All member institutions within the Pac-12 Conference are now eligible to receive EYE-SYNC technology from SyncThink to further support the brain health of their student-athletes, according to a partnership agreement between the Pac-12 Conference and SyncThink.

As part of the Pac-12 Brain Trauma Task Force’s Equipment Grant Proposal—approved by the Pac-12 Student-Athlete Health and Well-Being Initiative Board—each participating school will receive two EYE-SYNC devices to capture objective brain health metrics among its member institutions, and to support national research on concussion currently underway within the NCAA.

In addition, the University of Colorado will be the Pac-12 Concussion Coordinating Unit to create a Conference-wide foundation of reliable, consistent, and uniform basic-level clinical brain trauma and concussion data among all Pac-12 institutions, notes a media release from SyncThink.

”The Pac-12 Conference, through our Student-Athlete Health and Well-Being Initiative, is committed to taking proactive steps to support the health and well-being of our student-athletes,” says Woodie Dixon, General Counsel and SVP, in the release. “We are excited to partner with SyncThink and their leading technologies to further research the understanding, diagnosis, and treatment of traumatic head injuries. We are equally excited that the University of Colorado will play a central role in supporting our concussion data needs.”

“This is a momentous day for both the Pac-12 Conference and SyncThink,” adds SyncThink founder Dr Jamshid Ghajar, in the release. “The Pac-12 has always been about excellence both on the field and off, including their commitment to providing cutting-edge solutions for their members. The EYE-SYNC platform is the latest example, representing the new frontier of brain health and performance.”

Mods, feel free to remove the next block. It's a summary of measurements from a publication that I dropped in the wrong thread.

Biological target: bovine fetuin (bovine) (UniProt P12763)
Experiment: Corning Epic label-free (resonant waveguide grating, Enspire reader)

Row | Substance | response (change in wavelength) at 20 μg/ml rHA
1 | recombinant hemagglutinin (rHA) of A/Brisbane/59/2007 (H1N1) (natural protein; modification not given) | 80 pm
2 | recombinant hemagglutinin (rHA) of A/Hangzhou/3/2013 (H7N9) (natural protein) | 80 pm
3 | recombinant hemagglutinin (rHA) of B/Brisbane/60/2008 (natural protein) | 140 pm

EYE-SYNC technology, an FDA Class II medical device, is an integrated, head-mounted eye-tracking virtual reality system used for recording, viewing, and analyzing eye movements in support of identifying visual tracking impairment.

The NCAA and the Department of Defense’s Concussion Assessment and Education (CARE) Consortium are supporting the Pac-12 Brain Trauma Task Force’s efforts by providing funding and establishing the Pac-12 as a CARE-Affiliated Program (CAP). The CARE Consortium was jointly created by the NCAA and Department of Defense and similarly studies frameworks to assess athletes preseason acutely post-injury, and throughout recovery using neurocognitive and behavior testing.

The creation of the Pac-12 Concussion Coordinating Unit (PCCU) was included in the CAP. As the PCCU, Colorado acts as the Conference’s administrative and operations coordinating unit for collecting and storing data, and coordinating the various digital databases, equipment vendors, program, university research offices, and the NCAA to ensure the proper implementation of the program and data collection system.

This is the first year of the CAP/Equipment Program. Deliveries of EYE-SYNC for review have recently begun, and full rollout to all the universities in the Pac-12 Conference will be complete in January, the release continues.

[Source: EyeSync]